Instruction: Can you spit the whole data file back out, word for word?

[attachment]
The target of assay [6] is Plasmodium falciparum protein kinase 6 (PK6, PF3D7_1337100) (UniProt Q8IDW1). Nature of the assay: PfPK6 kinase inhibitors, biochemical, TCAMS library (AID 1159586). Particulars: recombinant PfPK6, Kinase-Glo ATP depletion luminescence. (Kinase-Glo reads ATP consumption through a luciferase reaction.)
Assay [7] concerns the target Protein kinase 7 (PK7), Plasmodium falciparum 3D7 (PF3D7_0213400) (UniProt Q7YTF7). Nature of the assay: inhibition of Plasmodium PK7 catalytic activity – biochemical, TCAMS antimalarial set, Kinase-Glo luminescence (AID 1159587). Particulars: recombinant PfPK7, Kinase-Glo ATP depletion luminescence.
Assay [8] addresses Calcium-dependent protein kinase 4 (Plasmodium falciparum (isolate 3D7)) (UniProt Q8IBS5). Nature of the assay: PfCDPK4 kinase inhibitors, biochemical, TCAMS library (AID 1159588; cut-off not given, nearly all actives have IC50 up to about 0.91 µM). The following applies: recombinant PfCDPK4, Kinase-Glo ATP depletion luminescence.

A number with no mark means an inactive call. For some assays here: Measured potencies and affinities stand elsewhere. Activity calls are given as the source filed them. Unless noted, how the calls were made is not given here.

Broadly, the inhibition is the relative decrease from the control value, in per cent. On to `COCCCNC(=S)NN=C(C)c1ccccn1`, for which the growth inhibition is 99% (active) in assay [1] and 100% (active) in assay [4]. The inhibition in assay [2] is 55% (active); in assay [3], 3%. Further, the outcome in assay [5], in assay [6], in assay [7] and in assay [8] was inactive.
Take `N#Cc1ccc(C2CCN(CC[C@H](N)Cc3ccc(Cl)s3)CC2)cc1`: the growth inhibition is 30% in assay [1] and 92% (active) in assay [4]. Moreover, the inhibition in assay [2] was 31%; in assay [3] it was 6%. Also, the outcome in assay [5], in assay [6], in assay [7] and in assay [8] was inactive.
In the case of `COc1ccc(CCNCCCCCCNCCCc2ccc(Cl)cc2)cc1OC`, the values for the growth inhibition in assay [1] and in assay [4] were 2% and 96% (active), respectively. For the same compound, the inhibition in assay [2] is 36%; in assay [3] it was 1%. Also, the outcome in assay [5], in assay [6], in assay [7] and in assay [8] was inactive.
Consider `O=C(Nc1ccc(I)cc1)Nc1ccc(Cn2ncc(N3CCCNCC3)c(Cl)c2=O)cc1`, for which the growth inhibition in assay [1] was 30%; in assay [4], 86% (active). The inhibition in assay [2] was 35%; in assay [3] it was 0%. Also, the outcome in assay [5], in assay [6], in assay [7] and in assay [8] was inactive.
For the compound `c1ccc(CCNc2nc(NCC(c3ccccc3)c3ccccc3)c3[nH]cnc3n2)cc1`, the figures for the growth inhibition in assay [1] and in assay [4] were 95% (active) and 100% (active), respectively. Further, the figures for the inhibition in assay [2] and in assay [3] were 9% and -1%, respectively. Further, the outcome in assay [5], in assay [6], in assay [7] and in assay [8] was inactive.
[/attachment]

The target of assay [6] is Plasmodium falciparum protein kinase 6 (PK6, PF3D7_1337100) (UniProt Q8IDW1). Nature of the assay: PfPK6 kinase inhibitors, biochemical, TCAMS library (AID 1159586). Particulars: recombinant PfPK6, Kinase-Glo ATP depletion luminescence. (Kinase-Glo reads ATP consumption through a luciferase reaction.)
Assay [7] concerns the target Protein kinase 7 (PK7), Plasmodium falciparum 3D7 (PF3D7_0213400) (UniProt Q7YTF7). Nature of the assay: inhibition of Plasmodium PK7 catalytic activity – biochemical, TCAMS antimalarial set, Kinase-Glo luminescence (AID 1159587). Particulars: recombinant PfPK7, Kinase-Glo ATP depletion luminescence.
Assay [8] addresses Calcium-dependent protein kinase 4 (Plasmodium falciparum (isolate 3D7)) (UniProt Q8IBS5). Nature of the assay: PfCDPK4 kinase inhibitors, biochemical, TCAMS library (AID 1159588; cut-off not given, nearly all actives have IC50 up to about 0.91 µM). The following applies: recombinant PfCDPK4, Kinase-Glo ATP depletion luminescence.

A number with no mark means an inactive call. For some assays here: Measured potencies and affinities stand elsewhere. Activity calls are given as the source filed them. Unless noted, how the calls were made is not given here.

Broadly, the inhibition is the relative decrease from the control value, in per cent. On to `COCCCNC(=S)NN=C(C)c1ccccn1`, for which the growth inhibition is 99% (active) in assay [1] and 100% (active) in assay [4]. The inhibition in assay [2] is 55% (active); in assay [3], 3%. Further, the outcome in assay [5], in assay [6], in assay [7] and in assay [8] was inactive.
Take `N#Cc1ccc(C2CCN(CC[C@H](N)Cc3ccc(Cl)s3)CC2)cc1`: the growth inhibition is 30% in assay [1] and 92% (active) in assay [4]. Moreover, the inhibition in assay [2] was 31%; in assay [3] it was 6%. Also, the outcome in assay [5], in assay [6], in assay [7] and in assay [8] was inactive.
In the case of `COc1ccc(CCNCCCCCCNCCCc2ccc(Cl)cc2)cc1OC`, the values for the growth inhibition in assay [1] and in assay [4] were 2% and 96% (active), respectively. For the same compound, the inhibition in assay [2] is 36%; in assay [3] it was 1%. Also, the outcome in assay [5], in assay [6], in assay [7] and in assay [8] was inactive.
Consider `O=C(Nc1ccc(I)cc1)Nc1ccc(Cn2ncc(N3CCCNCC3)c(Cl)c2=O)cc1`, for which the growth inhibition in assay [1] was 30%; in assay [4], 86% (active). The inhibition in assay [2] was 35%; in assay [3] it was 0%. Also, the outcome in assay [5], in assay [6], in assay [7] and in assay [8] was inactive.
For the compound `c1ccc(CCNc2nc(NCC(c3ccccc3)c3ccccc3)c3[nH]cnc3n2)cc1`, the figures for the growth inhibition in assay [1] and in assay [4] were 95% (active) and 100% (active), respectively. Further, the figures for the inhibition in assay [2] and in assay [3] were 9% and -1%, respectively. Further, the outcome in assay [5], in assay [6], in assay [7] and in assay [8] was inactive.